Tennis in hot and cool conditions decreases the rapid muscle torque production capacity of the knee extensors but not of the plantar flexors

Olivier Girard, Sébastien Racinais, Julien D. Périard

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Abstract

Objectives To assess the time course of changes in rapid muscle force/torque production capacity and neuromuscular activity of lower limb muscles in response to prolonged (∼2 h) match-play tennis under heat stress. Methods The rates of torque development (RTD) and electromyographic activity (EMG; ie, root mean square) rise were recorded from 0 to 30, -50, -100 and - 200 ms during brief (3-5 s) explosive maximal isometric voluntary contractions (MVC) of the knee extensors (KE) and plantar flexors (PF), along with the peak RTD within the entirety of the torque-time curve. These values were recorded in 12 male tennis players before ( prematch) and after (postmatch, 24 and 48 h) match-play in HOT (∼37°C) and COOL (∼22°C) conditions. Results The postmatch core temperature was greater in the HOT (∼39.4°C) vs COOL (∼38.7°C) condition ( p<0.05). Reductions in KE RTD occurred within the 0-200 ms epoch after contraction onset postmatch and at 24 h, compared with prematch, independent of environmental conditions ( p<0.05). A similar reduction in the KE peak RTD was also observed postmatch relative to prematch ( p<0.05). No differences in KE RTD values were observed after normalisation to MVC torque. Furthermore, the rate of KE EMG activity rise remained unchanged. Conversely, the PF contractile RTD and rate of EMG activity rise were unaffected by the exercise or environmental conditions. Conclusions In the KE, a reduction in maximal torque production capacity following prolonged match-play tennis appears to account for the decrease in the rate of torque development, independent of environmental conditions, while remaining unchanged in the PF.

Original languageEnglish
Pages (from-to)i52-i58
JournalBritish Journal of Sports Medicine
Volume48
Issue numberSUPPL. 1
DOIs
Publication statusPublished - 2014
Externally publishedYes

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Tennis
Torque
Knee
Muscles
Isometric Contraction
Lower Extremity
Hot Temperature

Cite this

@article{b62286856e0b406b8d79a2c0777a09ce,
title = "Tennis in hot and cool conditions decreases the rapid muscle torque production capacity of the knee extensors but not of the plantar flexors",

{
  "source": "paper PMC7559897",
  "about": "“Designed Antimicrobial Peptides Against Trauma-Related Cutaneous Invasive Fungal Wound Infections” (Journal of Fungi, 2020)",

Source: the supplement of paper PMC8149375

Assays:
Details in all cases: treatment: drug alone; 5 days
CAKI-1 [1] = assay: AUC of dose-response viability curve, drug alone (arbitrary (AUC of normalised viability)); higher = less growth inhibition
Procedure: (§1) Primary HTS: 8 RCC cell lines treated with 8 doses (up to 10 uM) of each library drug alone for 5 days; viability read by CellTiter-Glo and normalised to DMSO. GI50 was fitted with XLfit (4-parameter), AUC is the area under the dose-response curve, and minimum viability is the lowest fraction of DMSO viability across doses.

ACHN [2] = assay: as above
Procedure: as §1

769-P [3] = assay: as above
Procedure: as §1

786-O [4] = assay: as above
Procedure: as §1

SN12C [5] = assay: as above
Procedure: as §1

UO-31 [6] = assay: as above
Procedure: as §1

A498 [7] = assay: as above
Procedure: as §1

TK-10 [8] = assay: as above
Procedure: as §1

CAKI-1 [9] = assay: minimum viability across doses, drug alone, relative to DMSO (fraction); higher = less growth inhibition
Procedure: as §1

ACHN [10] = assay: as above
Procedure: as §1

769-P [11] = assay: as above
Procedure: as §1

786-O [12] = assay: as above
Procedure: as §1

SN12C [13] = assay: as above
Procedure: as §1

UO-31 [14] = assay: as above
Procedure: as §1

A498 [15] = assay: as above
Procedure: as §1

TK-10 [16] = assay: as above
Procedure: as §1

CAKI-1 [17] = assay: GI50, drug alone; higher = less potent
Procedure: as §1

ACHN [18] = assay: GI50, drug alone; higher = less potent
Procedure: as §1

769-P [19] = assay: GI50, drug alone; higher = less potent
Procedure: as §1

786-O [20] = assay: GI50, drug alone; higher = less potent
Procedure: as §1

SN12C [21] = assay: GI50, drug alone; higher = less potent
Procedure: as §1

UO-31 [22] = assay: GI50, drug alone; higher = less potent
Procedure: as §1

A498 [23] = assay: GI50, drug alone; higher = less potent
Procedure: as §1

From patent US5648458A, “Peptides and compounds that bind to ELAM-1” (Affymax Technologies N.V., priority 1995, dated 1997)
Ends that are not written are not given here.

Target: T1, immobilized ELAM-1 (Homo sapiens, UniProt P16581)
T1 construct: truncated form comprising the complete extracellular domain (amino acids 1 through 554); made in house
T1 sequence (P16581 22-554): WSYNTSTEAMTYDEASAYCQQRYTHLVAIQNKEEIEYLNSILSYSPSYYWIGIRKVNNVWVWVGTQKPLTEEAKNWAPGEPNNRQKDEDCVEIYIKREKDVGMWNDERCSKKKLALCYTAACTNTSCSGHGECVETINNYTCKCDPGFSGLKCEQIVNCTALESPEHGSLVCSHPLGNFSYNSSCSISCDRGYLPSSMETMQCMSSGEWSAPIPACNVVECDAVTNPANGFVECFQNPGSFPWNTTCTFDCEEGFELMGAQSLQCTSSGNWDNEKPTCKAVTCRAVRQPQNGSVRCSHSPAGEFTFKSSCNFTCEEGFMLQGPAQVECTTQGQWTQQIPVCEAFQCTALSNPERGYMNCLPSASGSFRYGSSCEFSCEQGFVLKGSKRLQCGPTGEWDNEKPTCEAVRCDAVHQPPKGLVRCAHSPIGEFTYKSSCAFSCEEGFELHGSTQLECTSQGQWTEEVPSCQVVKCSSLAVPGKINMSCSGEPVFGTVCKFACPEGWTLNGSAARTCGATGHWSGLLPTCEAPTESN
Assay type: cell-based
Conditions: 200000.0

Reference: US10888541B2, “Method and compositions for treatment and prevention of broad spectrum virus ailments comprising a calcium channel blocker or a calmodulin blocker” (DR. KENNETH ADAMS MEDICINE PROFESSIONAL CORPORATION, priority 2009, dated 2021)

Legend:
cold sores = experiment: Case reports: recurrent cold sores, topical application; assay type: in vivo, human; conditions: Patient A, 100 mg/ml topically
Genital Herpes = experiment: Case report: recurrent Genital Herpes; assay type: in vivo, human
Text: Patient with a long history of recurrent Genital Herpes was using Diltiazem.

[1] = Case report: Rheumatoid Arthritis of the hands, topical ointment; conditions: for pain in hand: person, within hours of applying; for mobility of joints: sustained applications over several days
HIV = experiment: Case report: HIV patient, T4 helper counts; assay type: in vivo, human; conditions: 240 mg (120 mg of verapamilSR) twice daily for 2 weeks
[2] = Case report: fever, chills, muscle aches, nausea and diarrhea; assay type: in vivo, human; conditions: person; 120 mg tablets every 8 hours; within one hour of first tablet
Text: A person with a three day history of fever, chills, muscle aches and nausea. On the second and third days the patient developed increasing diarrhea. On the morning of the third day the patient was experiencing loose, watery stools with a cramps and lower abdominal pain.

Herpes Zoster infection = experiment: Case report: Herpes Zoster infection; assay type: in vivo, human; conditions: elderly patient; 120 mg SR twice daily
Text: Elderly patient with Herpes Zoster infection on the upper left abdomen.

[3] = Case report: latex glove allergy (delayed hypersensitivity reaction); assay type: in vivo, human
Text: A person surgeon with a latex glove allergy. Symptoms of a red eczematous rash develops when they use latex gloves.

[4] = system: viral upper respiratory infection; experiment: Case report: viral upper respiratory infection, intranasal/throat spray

abstract = "Objectives To assess the time course of changes in rapid muscle force/torque production capacity and neuromuscular activity of lower limb muscles in response to prolonged (∼2 h) match-play tennis under heat stress. Methods The rates of torque development (RTD) and electromyographic activity (EMG; ie, root mean square) rise were recorded from 0 to 30, -50, -100 and - 200 ms during brief (3-5 s) explosive maximal isometric voluntary contractions (MVC) of the knee extensors (KE) and plantar flexors (PF), along with the peak RTD within the entirety of the torque-time curve. These values were recorded in 12 male tennis players before ( prematch) and after (postmatch, 24 and 48 h) match-play in HOT (∼37°C) and COOL (∼22°C) conditions. Results The postmatch core temperature was greater in the HOT (∼39.4°C) vs COOL (∼38.7°C) condition ( p<0.05). Reductions in KE RTD occurred within the 0-200 ms epoch after contraction onset postmatch and at 24 h, compared with prematch, independent of environmental conditions ( p<0.05). A similar reduction in the KE peak RTD was also observed postmatch relative to prematch ( p<0.05). No differences in KE RTD values were observed after normalisation to MVC torque. Furthermore, the rate of KE EMG activity rise remained unchanged. Conversely, the PF contractile RTD and rate of EMG activity rise were unaffected by the exercise or environmental conditions. Conclusions In the KE, a reduction in maximal torque production capacity following prolonged match-play tennis appears to account for the decrease in the rate of torque development, independent of environmental conditions, while remaining unchanged in the PF.",
keywords = "Body Temperature Regulation/physiology, Cold Temperature, Electromyography, Hot Temperature, Humans, Isometric Contraction/physiology, Knee Joint/physiology, Male, Motor Neurons/physiology, Muscle, Skeletal/physiology, Tennis/physiology, Torque, Young Adult",
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year = "2014",
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volume = "48",
pages = "i52--i58",
journal = "British Journal of Sports Medicine",
issn = "0306-3674",
publisher = "BMJ Publishing Group",